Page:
- Hunting over bait on National Forest System lands is prohibited. Hunting over bait is defined as the placement and/or use of bait(s) for attracting big game and other wildlife to a specific location for the purpose of hunting. Baits include but are not limited to grains, minerals, salts, fruits, vegetables, hay or other natural or manufactured foods.
- See Passes & Permit for Firearm Information.
The Sheyenne National Grassland boasts of its diverse bird populations. During the annual migration periods, there are swans, geese, ducks, and cranes passing through daily. Nearly 300 bird species have been seen on the Grassland. Some of the more unique nesting species include pileated woodpecker, barred owl, whip-poor-will, yellow rail, and scarlet tanager. A Bird Status and Distribution on the Sheyenne National Grassland (2010) publication is available at the Sheyenne Ranger District Office.
The grassland is home to the greater prairie chicken and also sharp-tailed grouse. Both of these species can be viewed on their booming grounds in early spring.
Other common wildlife species include badgers, coyote, wild turkey, white-tailed deer, skunks, and on rare occasions moose, elk, and wolves.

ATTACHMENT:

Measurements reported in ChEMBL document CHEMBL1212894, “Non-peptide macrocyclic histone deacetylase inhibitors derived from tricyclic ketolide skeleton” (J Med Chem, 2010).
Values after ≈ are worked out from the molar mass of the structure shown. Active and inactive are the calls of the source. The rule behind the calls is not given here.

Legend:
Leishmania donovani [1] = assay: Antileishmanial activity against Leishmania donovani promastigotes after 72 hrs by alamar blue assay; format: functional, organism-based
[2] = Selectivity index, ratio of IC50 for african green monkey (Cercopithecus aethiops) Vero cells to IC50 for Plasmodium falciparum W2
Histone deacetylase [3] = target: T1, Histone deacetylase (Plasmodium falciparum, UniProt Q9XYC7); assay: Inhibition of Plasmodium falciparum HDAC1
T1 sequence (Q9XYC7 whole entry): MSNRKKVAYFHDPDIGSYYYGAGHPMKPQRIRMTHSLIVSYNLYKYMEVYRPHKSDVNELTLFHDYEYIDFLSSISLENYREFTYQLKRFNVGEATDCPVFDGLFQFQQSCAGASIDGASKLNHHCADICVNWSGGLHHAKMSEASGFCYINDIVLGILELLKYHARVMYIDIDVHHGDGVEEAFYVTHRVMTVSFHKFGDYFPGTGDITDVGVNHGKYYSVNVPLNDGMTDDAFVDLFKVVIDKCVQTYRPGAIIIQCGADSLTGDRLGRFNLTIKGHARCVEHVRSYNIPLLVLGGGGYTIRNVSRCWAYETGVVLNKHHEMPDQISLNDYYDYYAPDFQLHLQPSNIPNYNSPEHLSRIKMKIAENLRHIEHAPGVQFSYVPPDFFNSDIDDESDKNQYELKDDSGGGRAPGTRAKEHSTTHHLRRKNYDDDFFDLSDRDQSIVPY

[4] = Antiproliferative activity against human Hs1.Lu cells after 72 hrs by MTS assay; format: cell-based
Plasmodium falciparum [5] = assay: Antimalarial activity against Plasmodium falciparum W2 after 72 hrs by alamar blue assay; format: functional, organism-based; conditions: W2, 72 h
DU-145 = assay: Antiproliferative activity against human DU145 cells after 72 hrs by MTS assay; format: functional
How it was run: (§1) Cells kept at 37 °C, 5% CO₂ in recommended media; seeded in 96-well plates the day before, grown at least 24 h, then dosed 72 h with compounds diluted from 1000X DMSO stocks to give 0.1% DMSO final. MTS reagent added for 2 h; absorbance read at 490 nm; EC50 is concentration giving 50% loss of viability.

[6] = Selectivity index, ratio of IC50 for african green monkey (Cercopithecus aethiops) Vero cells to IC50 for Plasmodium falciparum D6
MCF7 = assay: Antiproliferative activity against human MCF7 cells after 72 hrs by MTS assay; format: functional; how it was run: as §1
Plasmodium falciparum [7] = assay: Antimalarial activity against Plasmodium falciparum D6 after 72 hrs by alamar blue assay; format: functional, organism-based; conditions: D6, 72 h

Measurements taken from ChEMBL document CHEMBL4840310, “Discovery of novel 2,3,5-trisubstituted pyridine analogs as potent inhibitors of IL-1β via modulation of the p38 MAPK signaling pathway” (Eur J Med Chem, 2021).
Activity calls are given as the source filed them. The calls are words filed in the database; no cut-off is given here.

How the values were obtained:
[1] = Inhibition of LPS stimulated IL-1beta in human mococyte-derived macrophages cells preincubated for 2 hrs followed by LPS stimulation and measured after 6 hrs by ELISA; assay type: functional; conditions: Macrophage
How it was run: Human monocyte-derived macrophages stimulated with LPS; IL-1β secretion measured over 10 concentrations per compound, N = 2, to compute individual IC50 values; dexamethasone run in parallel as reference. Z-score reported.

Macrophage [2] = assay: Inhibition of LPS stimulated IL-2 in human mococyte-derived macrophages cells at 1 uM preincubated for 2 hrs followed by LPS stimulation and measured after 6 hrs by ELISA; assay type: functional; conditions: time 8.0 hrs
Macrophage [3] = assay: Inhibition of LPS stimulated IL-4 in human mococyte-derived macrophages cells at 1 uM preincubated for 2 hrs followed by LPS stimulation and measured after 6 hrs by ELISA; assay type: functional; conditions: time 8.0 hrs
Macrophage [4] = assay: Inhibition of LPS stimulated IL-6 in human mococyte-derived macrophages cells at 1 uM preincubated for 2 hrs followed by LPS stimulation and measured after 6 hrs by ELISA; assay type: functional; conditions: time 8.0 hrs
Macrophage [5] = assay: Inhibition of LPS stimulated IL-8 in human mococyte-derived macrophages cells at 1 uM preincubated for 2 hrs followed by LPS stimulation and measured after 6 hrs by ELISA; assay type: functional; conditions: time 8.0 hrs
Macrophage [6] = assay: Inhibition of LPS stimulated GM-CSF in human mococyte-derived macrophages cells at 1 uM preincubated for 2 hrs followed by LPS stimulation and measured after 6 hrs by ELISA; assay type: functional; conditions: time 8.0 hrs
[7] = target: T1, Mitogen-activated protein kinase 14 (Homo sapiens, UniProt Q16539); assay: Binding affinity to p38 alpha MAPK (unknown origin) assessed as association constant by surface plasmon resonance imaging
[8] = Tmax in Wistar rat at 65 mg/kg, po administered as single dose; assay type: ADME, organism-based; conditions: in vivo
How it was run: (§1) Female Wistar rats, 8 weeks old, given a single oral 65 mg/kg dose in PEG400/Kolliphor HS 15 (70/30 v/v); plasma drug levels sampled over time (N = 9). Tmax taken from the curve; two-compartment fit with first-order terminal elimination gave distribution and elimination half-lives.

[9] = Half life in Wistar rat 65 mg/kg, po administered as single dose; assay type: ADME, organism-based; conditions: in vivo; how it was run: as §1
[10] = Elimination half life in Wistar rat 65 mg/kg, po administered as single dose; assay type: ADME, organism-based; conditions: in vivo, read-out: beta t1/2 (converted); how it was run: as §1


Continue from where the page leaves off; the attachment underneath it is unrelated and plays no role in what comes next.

Areas for Viewing Wildlife at Sheyenne National Grassland
The Sheyenne National Grassland has hundreds of plant species, including several sensitive species and the federally listed threatened western prairie fringed orchid. Plant species vary with the landscape. The Sheyenne River bottom and valley was dominated by American elm and basswood and is the most westerly extent of the hardwood type forest found in the eastern United States. As elsewhere, American elm has been greatly reduced due to Dutch elm disease. This area also contains rare fen wetlands within the river terraces. The deltaic plains offer the best areas to find remnant tallgrass prairie. The hummock and swale landform is an undulating landscape with small knolls dominated by mixed grass prairie species, which transitions to tallgrass prairie species as you move down the landscape and then into wet meadow species in the swales. The choppy sand dunes contain oak savanna interspersed with mixed grass prairie and oak woodlands. Unfortunately, much of the prairie has been invaded by leafy spurge, a noxious weed and Kentucky bluegrass, an introduced cool season grass. Management plans are currently being developed to restore these special places.
Wildflowers can be found throughout the prairie. Common flowers that bloom throughout the spring and summer include:
May-June: Beardstongue, puccoons, western wallflower, prairie smoke, anemones, spiderwort and columbine.
July: Brown-eyed Susan's, wood lily, western prairie fringed orchid, lady-slippers, prairie rose, blazing stars, leadplant and purple coneflowers.
August-September: Goldenrods, sunflowers, gentians and asters.
The western prairie fringed orchid is a federally listed threatened plant and is one of several orchids that can be found on the Grassland. It prefers the somewhat wet conditions found in the swales of the hummock and swale landform. It usually blooms around the Fourth of July. The population found on the grassland is one of the largest in the United States. Please do not pick or disturb this plant.